Double Skin Façades (DSFs) are applied in both new and existing buildings, and most of such applications are found in temperate climates. Although research in this area is growing steadily, comparative analyses of DSF applications in different climates are still few and far between. This paper addresses such a gap by means of a comparative thermal comfort analysis of a DSF building model in both tropical and temperate climates. London and Rio de Janeiro have been selected as two representative cities, and three building orientations in each city have been considered; S, SW, and SE, for London in northern hemisphere and N, NW, and NE for Rio in southern hemisphere. Dynamic building energy modelling has been used to determine and assess indoor environmental conditions. While IES VE as the main software tool was utilised, the accuracy and reliability of the results were also cross-checked against a computational fluid dynamic (CFD) software package. Thermal comfort has been assessed through the adaptive comfort approach and results have been analysed and presented in form of comfortable indoor conditions during occupied hours. Results of this study show that the intrinsic flexibility of the DSF can offer indoor comfort for more than half of a year in both climates without any need for mechanical heating/cooling, which contributes significantly to reducing energy demands and cutting CO2 emissions. Additionally, the study shows that the wind force plays a dominant role in driving airstreams in and through the DSF, which highly impacts the overall thermal performance of the buildings. Findings from this research can be useful to academics and practitioners alike, to inform better DSF design and to shed light onto further avenues for DSF research.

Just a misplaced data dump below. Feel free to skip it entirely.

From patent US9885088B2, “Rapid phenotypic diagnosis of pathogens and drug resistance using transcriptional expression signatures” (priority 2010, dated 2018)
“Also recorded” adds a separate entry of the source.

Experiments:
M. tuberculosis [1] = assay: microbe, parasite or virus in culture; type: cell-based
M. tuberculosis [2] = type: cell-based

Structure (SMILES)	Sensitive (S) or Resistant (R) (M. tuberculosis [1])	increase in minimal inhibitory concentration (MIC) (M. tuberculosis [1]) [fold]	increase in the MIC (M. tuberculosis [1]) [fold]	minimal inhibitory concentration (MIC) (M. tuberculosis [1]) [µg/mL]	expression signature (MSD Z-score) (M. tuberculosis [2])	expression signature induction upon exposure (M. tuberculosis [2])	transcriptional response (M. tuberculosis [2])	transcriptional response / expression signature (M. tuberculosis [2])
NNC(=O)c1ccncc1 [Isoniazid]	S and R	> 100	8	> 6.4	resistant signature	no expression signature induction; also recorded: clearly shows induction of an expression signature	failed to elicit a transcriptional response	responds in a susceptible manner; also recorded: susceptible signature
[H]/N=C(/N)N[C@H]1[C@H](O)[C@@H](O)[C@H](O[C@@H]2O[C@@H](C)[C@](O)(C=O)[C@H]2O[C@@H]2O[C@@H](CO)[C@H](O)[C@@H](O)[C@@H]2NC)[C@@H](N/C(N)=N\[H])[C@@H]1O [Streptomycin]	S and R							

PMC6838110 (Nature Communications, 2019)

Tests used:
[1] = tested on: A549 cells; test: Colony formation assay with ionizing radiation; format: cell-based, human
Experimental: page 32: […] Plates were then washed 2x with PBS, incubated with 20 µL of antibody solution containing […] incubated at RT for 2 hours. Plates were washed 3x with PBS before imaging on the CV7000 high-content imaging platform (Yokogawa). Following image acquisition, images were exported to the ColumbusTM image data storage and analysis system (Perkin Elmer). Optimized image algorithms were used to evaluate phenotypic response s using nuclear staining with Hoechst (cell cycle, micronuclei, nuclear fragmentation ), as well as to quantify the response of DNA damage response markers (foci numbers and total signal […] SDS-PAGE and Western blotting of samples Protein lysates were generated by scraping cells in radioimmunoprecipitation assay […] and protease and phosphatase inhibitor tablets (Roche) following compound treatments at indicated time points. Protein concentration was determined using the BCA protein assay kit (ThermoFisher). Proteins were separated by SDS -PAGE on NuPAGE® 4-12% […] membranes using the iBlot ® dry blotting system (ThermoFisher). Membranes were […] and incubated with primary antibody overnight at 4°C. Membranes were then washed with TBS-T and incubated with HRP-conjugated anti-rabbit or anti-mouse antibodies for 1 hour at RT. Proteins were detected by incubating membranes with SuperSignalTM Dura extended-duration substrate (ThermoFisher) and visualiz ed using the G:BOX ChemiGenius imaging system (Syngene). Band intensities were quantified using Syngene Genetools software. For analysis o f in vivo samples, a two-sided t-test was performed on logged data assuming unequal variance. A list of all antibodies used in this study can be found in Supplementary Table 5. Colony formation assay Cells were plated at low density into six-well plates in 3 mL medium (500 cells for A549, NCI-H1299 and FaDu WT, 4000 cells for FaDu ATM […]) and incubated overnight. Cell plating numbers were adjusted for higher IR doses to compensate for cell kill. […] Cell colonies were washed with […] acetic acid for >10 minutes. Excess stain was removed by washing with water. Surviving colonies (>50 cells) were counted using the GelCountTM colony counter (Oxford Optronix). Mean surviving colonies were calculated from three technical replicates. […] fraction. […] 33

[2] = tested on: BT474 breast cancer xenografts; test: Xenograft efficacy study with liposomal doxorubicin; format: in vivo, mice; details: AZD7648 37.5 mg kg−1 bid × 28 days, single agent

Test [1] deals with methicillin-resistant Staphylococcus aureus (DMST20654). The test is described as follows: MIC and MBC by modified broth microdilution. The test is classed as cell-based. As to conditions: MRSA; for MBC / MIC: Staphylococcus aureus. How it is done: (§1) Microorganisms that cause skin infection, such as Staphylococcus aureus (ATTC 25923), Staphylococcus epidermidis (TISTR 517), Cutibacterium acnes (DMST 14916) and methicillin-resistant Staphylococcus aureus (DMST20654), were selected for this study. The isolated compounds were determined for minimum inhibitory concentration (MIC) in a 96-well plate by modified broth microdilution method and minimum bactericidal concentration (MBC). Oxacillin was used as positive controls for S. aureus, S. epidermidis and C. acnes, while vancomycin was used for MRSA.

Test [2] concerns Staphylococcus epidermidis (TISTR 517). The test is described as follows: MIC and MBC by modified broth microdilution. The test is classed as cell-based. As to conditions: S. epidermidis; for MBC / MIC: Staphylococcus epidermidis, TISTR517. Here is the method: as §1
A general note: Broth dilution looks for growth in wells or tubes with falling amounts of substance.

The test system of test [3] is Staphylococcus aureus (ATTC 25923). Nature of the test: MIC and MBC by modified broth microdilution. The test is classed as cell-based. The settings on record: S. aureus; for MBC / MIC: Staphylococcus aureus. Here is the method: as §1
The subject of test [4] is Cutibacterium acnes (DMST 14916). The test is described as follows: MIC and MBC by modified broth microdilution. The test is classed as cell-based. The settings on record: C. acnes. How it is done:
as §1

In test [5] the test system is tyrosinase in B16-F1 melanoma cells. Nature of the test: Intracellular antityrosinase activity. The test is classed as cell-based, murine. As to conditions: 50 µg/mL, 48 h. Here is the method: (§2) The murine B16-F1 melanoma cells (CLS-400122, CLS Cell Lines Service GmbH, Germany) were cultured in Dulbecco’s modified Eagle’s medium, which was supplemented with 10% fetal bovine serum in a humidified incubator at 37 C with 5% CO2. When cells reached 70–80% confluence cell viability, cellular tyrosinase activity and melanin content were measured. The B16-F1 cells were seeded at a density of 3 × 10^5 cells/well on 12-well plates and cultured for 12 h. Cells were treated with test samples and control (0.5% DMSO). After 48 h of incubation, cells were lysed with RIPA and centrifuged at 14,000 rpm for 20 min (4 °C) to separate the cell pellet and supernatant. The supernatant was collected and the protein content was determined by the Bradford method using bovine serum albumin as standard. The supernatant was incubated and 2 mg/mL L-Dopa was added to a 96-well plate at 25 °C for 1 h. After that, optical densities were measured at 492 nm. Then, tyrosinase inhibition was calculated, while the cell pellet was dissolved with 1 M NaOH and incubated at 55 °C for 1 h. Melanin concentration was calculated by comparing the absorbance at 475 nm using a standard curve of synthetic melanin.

|Number of pages||10|
|Publication status||Published - 28 Mar 2017|
Bibliographical note© 2017 The Authors. Published by Elsevier Ltd. This is an open access article under the CC BY-NC-ND license (http://creativecommons.org/licenses/by-nc-nd/4.0/)
- Double-skin Façade
- Natural ventilation
- Thermal comfort
- Free-running building
- Low-carbon building.